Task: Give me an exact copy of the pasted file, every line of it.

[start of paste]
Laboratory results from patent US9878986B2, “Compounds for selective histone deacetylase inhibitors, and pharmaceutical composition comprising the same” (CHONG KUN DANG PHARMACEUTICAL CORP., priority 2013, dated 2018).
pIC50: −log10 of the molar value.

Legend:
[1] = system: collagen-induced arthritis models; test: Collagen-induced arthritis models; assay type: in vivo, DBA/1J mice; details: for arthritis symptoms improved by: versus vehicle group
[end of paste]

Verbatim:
Laboratory results from patent US9878986B2, “Compounds for selective histone deacetylase inhibitors, and pharmaceutical composition comprising the same” (CHONG KUN DANG PHARMACEUTICAL CORP., priority 2013, dated 2018).
pIC50: −log10 of the molar value.

Legend:
[1] = system: collagen-induced arthritis models; test: Collagen-induced arthritis models; assay type: in vivo, DBA/1J mice; details: for arthritis symptoms improved by: versus vehicle group